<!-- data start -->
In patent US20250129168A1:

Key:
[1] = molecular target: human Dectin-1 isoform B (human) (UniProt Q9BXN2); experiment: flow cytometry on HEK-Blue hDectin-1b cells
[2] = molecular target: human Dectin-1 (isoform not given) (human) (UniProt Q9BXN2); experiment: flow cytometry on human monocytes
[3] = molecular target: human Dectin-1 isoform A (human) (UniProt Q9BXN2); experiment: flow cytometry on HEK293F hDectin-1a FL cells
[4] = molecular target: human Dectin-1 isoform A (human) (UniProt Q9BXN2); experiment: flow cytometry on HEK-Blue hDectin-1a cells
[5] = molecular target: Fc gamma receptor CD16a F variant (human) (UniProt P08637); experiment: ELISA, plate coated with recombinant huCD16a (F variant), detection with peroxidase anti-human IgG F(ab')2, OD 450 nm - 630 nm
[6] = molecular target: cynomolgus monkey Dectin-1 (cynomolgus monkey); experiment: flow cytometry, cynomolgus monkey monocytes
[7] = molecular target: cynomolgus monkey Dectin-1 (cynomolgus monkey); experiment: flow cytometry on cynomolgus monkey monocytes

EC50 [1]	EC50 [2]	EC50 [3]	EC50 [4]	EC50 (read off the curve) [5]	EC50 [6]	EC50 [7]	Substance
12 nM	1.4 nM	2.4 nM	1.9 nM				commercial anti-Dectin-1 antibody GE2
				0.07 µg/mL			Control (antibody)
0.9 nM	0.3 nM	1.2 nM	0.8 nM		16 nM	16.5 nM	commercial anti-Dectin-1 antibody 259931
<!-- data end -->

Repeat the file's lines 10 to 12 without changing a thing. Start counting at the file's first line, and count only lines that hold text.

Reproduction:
EC50 [1]	EC50 [2]	EC50 [3]	EC50 [4]	EC50 (read off the curve) [5]	EC50 [6]	EC50 [7]	Substance
12 nM	1.4 nM	2.4 nM	1.9 nM				commercial anti-Dectin-1 antibody GE2
				0.07 µg/mL			Control (antibody)